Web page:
Axe,
So true, I don't pay much attention to forsythia bloom--it is far earlier than crabgrass germination. Ideal time for crabgrass treatment around here, is when the air temperature first hits a high of about 75. About first week of May for us. This is also the time for the first or second mowing. About the time of dandelion bloom. Its about 3 weeks after grass greenup. Our first frost-free date is about May 20. Lake Michigan keeps us slightly cooler in spring.
Growing Degree Days is probably a better measure of when the crabgrass will germinate. Best to treat before GDD base 50 exceeds 200. Expect germination at about 1100.

In a practical sense, a lawn care firm cannot treat everyone on the best date. I usually treated crabgrass beginning when the snow melted. I tried to finish within 6 weeks, by about May 7th.

I kept data on the degree of crabgrass infestation of my customer's lawns giving them a crabgrass grade of 4, 3, 2, or 1. Like college, A,B,C or D. This record was eventually typed into my computer. I had data to show that the early dates were about equal to the late dates relative to crabgrass control. I also had data on the success of various products that I had used for crabgrass control over the years.

Smallaxe
01-06-2012, 09:50 AM
Axe,
So true, I don't pay much attention to forsythia bloom--it is far earlier than crabgrass germination. Ideal time for crabgrass treatment around here, is when the air temperature first hits a high of about 75. About first week of May for us. This is also the time for the first or second mowing. About the time of dandelion bloom. Its about 3 weeks after grass greenup. Our first frost-free date is about May 20. Lake Michigan keeps us slightly cooler in spring.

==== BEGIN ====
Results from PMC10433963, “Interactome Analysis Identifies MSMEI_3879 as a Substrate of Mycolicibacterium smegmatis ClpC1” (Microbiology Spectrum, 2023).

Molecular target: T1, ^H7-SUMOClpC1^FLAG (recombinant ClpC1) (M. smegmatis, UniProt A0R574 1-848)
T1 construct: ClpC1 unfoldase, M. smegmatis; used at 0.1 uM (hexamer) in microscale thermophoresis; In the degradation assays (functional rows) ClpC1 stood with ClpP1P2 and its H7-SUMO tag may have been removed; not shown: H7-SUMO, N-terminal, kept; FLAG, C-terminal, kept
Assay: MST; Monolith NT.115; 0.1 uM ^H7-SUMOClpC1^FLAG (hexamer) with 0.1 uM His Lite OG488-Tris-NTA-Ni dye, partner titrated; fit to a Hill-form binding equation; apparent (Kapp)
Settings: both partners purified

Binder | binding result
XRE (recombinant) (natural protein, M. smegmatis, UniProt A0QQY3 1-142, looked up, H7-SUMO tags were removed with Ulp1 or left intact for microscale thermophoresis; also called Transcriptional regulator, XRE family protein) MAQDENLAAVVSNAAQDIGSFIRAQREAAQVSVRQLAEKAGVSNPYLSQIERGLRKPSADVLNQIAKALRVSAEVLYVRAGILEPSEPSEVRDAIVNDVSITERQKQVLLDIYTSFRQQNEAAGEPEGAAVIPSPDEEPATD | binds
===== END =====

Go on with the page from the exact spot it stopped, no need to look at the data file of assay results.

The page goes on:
Growing Degree Days is probably a better measure of when the crabgrass will germinate. Best to treat before GDD base 50 exceeds 200. Expect germination at about 1100.

In a practical sense, a lawn care firm cannot treat everyone on the best date. I usually treated crabgrass beginning when the snow melted. I tried to finish within 6 weeks, by about May 7th.

I kept data on the degree of crabgrass infestation of my customer's lawns giving them a crabgrass grade of 4, 3, 2, or 1. Like college, A,B,C or D. This record was eventually typed into my computer. I had data to show that the early dates were about equal to the late dates relative to crabgrass control. I also had data on the success of various products that I had used for crabgrass control over the years.

That was an excellent post, with a great plan for taking care of lawns and the way you sequenced them... Did you ever get grade A lawns that you quit the CG pre-m altogether?

That highlights the problem of 'squirt and fert only', in that you need to start early on someone, just to make sure that everyone gets done b4 the deadline... Full service lawncare is got to be advantageous for that reason...

RigglePLC
01-22-2012, 09:29 PM
I never omitted the crabgrass pre-emergent; the customers expect it. And it is too difficult to carry two kinds of fert, and to empty the spreader and change formulas.

A full-service company would have an advantage there--especially if you had two spreaders and two fert formulas on your trailer.